Emperor of Thorns: 3 Hardcover – 1 August 2013
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- Hardcover : 592 pages
- ISBN-10 : 0007439067
- ISBN-13 : 978-0007439065
- Dimensions : 14.1 x 4.9 x 20.9 cm
- Publisher : Voyager - GB (1 August 2013)
- Language: : English
- Customer Reviews:
‘An excellent writer.’ George R.R. Martin
Praise for Prince of Thorns:
‘Dark and relentless, Prince of Thorns will pull you under and drown you in story. A two-in-the-morning page turner. Absolutely stunning… jaw-dropping’
‘Excellent – on a par with George R.R. Martin’
‘[A] morbidly gripping, gritty fantasy tale.’
‘Lawrence’s poetic prose is amazing, far and away the best of the modern fantasy authors’
PETER V. BRETT
About the Author
Mark Lawrence is married with four children, one of whom is severely disabled. His day job is as a research scientist focused on various rather intractable problems in the field of artificial intelligence. He has held secret level clearance with both US and UK governments. At one point he was qualified to say 'this isn't rocket science … oh wait, it actually is'.
Between writing and caring for his disabled child, Mark spends his time playing computer games, tending an allotment, brewing beer, and avoiding DIY.
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I'd read this series before the Red Prince trilogy, though there is minor overlap and you can read them independently. This is a mature and serious writer at the toip of his game. All his stuff has a much higher calibre of wrtting and imagination tan anything else being written at the momemnnt. This is the work of someone we will be hearing more of. I class him in the Bujold, Weber, Mcaffrey, Moon, Webb, Ringo, Modessitt, Feist calibre.
Prince of Thorns was a pretty decent read, King of Thorns started to lead down a path I feel this series shouldn't have gone down and Emperor of Thorns just let the horse bolt through the door KoT opened.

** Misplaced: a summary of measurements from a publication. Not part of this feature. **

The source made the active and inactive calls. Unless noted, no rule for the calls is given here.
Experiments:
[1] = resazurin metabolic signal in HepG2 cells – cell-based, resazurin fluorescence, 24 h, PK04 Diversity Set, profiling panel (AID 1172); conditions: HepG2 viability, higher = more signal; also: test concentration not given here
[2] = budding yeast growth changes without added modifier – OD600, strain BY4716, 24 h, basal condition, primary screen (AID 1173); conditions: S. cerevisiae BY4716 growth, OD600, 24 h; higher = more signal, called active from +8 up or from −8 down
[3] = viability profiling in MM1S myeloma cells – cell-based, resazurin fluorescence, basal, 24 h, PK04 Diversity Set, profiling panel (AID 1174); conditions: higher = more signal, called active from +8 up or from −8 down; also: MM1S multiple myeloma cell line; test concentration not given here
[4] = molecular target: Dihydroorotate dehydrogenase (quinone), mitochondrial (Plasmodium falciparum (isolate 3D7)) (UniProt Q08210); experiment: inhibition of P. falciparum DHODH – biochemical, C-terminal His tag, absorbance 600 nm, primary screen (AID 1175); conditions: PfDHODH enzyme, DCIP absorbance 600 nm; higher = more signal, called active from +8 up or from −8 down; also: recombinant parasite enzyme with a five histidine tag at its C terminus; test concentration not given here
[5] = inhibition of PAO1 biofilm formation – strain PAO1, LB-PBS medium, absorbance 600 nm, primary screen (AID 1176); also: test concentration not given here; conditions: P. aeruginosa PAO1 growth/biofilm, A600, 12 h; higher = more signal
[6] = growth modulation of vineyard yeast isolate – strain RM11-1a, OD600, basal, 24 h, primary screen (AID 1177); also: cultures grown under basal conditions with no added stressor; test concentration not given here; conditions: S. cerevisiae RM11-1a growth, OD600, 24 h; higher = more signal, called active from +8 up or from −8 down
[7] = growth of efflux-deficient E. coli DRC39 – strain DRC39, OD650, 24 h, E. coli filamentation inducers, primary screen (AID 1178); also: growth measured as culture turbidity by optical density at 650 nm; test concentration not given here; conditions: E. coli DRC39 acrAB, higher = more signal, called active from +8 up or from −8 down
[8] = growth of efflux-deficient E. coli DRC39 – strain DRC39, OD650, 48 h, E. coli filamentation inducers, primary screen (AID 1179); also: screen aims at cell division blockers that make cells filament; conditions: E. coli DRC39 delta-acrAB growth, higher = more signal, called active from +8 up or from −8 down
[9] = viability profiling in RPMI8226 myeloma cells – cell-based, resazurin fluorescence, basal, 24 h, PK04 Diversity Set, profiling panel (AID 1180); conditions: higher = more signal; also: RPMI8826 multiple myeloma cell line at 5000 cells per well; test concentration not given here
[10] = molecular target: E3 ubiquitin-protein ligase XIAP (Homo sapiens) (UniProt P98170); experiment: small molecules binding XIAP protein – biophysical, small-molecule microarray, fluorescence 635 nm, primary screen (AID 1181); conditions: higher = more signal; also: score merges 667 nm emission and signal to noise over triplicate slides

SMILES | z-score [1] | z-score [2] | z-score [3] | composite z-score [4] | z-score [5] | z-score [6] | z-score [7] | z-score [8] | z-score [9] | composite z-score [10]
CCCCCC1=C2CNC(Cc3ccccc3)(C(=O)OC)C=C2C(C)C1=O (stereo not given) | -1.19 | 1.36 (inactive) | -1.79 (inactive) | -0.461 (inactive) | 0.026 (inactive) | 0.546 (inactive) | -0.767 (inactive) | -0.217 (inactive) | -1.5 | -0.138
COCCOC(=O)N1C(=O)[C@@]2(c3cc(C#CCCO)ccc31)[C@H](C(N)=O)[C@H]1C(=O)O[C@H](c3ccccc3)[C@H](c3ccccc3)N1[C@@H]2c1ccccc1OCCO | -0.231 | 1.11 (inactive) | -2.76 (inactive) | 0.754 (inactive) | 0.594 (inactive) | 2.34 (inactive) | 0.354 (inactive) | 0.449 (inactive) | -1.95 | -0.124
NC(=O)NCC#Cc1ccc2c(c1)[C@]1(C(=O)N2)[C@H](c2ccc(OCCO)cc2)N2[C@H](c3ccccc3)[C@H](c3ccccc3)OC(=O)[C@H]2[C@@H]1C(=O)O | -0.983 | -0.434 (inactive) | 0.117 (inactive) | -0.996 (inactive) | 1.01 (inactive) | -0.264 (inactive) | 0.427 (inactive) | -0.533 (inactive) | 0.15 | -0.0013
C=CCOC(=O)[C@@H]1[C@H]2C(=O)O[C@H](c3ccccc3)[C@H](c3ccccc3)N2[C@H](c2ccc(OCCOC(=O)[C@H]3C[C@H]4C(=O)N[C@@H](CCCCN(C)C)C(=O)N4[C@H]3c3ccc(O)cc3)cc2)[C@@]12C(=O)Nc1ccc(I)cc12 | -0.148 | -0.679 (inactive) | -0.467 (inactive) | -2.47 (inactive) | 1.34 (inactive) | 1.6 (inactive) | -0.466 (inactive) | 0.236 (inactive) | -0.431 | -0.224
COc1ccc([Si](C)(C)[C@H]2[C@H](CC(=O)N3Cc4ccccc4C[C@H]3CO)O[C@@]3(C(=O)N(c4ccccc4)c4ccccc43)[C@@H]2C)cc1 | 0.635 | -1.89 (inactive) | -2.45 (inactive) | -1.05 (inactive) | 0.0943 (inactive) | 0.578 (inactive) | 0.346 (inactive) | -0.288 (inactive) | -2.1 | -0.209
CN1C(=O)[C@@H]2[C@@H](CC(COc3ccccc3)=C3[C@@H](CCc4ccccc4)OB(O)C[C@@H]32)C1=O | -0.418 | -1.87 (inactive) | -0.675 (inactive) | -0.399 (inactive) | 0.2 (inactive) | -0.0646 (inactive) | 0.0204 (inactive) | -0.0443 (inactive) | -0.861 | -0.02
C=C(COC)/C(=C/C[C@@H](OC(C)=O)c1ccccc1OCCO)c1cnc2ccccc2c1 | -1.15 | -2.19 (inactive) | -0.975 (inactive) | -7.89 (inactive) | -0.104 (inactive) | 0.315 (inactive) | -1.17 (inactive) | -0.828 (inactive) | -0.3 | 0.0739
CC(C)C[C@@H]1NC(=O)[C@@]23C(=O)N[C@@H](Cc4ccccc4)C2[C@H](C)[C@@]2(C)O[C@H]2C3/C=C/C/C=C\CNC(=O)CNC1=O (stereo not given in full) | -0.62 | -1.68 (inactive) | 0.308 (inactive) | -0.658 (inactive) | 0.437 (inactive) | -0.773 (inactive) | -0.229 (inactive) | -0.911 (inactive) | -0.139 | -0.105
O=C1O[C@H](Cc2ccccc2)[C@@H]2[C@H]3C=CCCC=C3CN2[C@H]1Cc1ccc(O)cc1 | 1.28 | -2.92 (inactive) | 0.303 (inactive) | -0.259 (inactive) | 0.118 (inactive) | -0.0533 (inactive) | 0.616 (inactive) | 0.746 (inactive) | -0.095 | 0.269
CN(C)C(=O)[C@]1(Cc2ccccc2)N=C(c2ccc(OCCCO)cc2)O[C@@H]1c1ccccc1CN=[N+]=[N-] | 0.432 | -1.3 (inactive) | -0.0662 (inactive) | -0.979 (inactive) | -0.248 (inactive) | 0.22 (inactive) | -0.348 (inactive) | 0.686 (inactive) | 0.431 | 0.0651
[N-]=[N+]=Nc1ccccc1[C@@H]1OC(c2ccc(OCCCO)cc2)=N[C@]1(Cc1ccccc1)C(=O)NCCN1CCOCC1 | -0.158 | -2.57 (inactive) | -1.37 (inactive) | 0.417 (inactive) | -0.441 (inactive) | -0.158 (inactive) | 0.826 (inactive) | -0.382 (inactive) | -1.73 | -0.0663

The book was a half decent read, up until the point of a robot man (Spoilers? Meh), thinnly veiled attempts at hiding who the antagonist was after halfway through this book (If it wasn't entirely obvious?) and just questionable usage of different timelines (and text to go along with it).
Gone are the majority of the 'brothers' from previous books, Rike's still going strong, as is Makin. But the rest seem to have pretty much bitten the bullet, and with them, most of the semblance of a series from the beginning.
One of the main antagonists from the previous books comes back with something less of a vengeance in as much as a sidekick to the Dead king.
One of the massive grudges I held with this book, and the previous, were the usage of "4 Years earlier", and "5 Years earlier", I figured it'd be a passing phase, telling a story alongside a second story, but it all just seems far too much of a coincidence as the story drudged along through the reeds of Jorg's history. And this, along with 'the builders' ruined this book, and verged upon the series, for me.
Half of the alternating chapters flashback in time by a few years and continue the story, began in book two, of Jorg's travels round the Empire, developing his power and knowledge and learning more about "the builders" and their technology. This fills in some of the blanks that left that end of Book Two slightly confusing, notably where and how Jorg got a gun. Like before, this aspect was very episodic and there were some parts I definitely enjoyed more than others. A little pruning would potentially have been useful here.
The other half is in the "present" and was much stronger on the whole. Miana, Jorg's child bride, is now fifteen and pregnant with his heir, congression, the four-yearly event where all the kings gather to attempt to elect an emperor from amongst their numbers (so far unsuccessfully) is upon us, and the Dead King, merely hinted at in earlier books, is basically attempting to take over the world and fill it with dead things. As this brief summary suggests, this section is action-packed and dramatic, and it provided some of the best show piece scenes in the whole series, even if at times, I sometimes felt the author almost had too many plot lines running simultaneously.